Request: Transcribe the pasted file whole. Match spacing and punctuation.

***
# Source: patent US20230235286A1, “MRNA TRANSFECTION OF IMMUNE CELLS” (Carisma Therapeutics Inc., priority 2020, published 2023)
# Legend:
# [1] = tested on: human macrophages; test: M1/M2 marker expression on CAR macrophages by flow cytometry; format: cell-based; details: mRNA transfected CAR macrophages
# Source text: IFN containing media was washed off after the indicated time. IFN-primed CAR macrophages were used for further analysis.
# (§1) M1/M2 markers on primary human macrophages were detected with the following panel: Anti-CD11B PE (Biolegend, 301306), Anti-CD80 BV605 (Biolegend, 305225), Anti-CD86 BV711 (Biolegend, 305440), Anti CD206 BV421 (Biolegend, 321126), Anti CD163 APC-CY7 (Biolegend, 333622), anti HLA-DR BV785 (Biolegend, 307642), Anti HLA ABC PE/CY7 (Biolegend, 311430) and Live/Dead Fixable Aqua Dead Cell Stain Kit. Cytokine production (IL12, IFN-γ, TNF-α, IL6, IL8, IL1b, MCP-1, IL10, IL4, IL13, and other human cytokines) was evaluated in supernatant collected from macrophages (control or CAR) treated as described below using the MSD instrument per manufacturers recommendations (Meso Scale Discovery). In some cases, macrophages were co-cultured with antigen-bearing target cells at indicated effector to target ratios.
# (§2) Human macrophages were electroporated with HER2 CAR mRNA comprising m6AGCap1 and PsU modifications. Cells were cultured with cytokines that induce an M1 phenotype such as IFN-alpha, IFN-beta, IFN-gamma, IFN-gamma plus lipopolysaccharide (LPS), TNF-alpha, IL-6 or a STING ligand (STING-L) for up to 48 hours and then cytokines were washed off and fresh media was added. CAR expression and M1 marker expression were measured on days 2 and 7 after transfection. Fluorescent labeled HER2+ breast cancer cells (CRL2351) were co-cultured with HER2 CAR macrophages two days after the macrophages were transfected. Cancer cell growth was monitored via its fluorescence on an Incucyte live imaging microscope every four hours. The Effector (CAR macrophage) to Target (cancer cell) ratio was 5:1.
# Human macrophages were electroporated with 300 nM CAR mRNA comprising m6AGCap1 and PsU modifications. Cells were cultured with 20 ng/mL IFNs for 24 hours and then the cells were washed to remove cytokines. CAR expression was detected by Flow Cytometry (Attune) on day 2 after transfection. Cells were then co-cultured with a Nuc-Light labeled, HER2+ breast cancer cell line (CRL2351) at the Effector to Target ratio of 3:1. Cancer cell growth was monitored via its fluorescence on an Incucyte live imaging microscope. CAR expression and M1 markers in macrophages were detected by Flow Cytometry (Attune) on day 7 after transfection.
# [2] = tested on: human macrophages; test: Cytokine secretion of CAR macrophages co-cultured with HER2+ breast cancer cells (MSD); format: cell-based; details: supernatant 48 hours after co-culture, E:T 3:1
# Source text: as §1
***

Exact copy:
# Source: patent US20230235286A1, “MRNA TRANSFECTION OF IMMUNE CELLS” (Carisma Therapeutics Inc., priority 2020, published 2023)
# Legend:
# [1] = tested on: human macrophages; test: M1/M2 marker expression on CAR macrophages by flow cytometry; format: cell-based; details: mRNA transfected CAR macrophages
# Source text: IFN containing media was washed off after the indicated time. IFN-primed CAR macrophages were used for further analysis.
# (§1) M1/M2 markers on primary human macrophages were detected with the following panel: Anti-CD11B PE (Biolegend, 301306), Anti-CD80 BV605 (Biolegend, 305225), Anti-CD86 BV711 (Biolegend, 305440), Anti CD206 BV421 (Biolegend, 321126), Anti CD163 APC-CY7 (Biolegend, 333622), anti HLA-DR BV785 (Biolegend, 307642), Anti HLA ABC PE/CY7 (Biolegend, 311430) and Live/Dead Fixable Aqua Dead Cell Stain Kit. Cytokine production (IL12, IFN-γ, TNF-α, IL6, IL8, IL1b, MCP-1, IL10, IL4, IL13, and other human cytokines) was evaluated in supernatant collected from macrophages (control or CAR) treated as described below using the MSD instrument per manufacturers recommendations (Meso Scale Discovery). In some cases, macrophages were co-cultured with antigen-bearing target cells at indicated effector to target ratios.
# (§2) Human macrophages were electroporated with HER2 CAR mRNA comprising m6AGCap1 and PsU modifications. Cells were cultured with cytokines that induce an M1 phenotype such as IFN-alpha, IFN-beta, IFN-gamma, IFN-gamma plus lipopolysaccharide (LPS), TNF-alpha, IL-6 or a STING ligand (STING-L) for up to 48 hours and then cytokines were washed off and fresh media was added. CAR expression and M1 marker expression were measured on days 2 and 7 after transfection. Fluorescent labeled HER2+ breast cancer cells (CRL2351) were co-cultured with HER2 CAR macrophages two days after the macrophages were transfected. Cancer cell growth was monitored via its fluorescence on an Incucyte live imaging microscope every four hours. The Effector (CAR macrophage) to Target (cancer cell) ratio was 5:1.
# Human macrophages were electroporated with 300 nM CAR mRNA comprising m6AGCap1 and PsU modifications. Cells were cultured with 20 ng/mL IFNs for 24 hours and then the cells were washed to remove cytokines. CAR expression was detected by Flow Cytometry (Attune) on day 2 after transfection. Cells were then co-cultured with a Nuc-Light labeled, HER2+ breast cancer cell line (CRL2351) at the Effector to Target ratio of 3:1. Cancer cell growth was monitored via its fluorescence on an Incucyte live imaging microscope. CAR expression and M1 markers in macrophages were detected by Flow Cytometry (Attune) on day 7 after transfection.
# [2] = tested on: human macrophages; test: Cytokine secretion of CAR macrophages co-cultured with HER2+ breast cancer cells (MSD); format: cell-based; details: supernatant 48 hours after co-culture, E:T 3:1
# Source text: as §1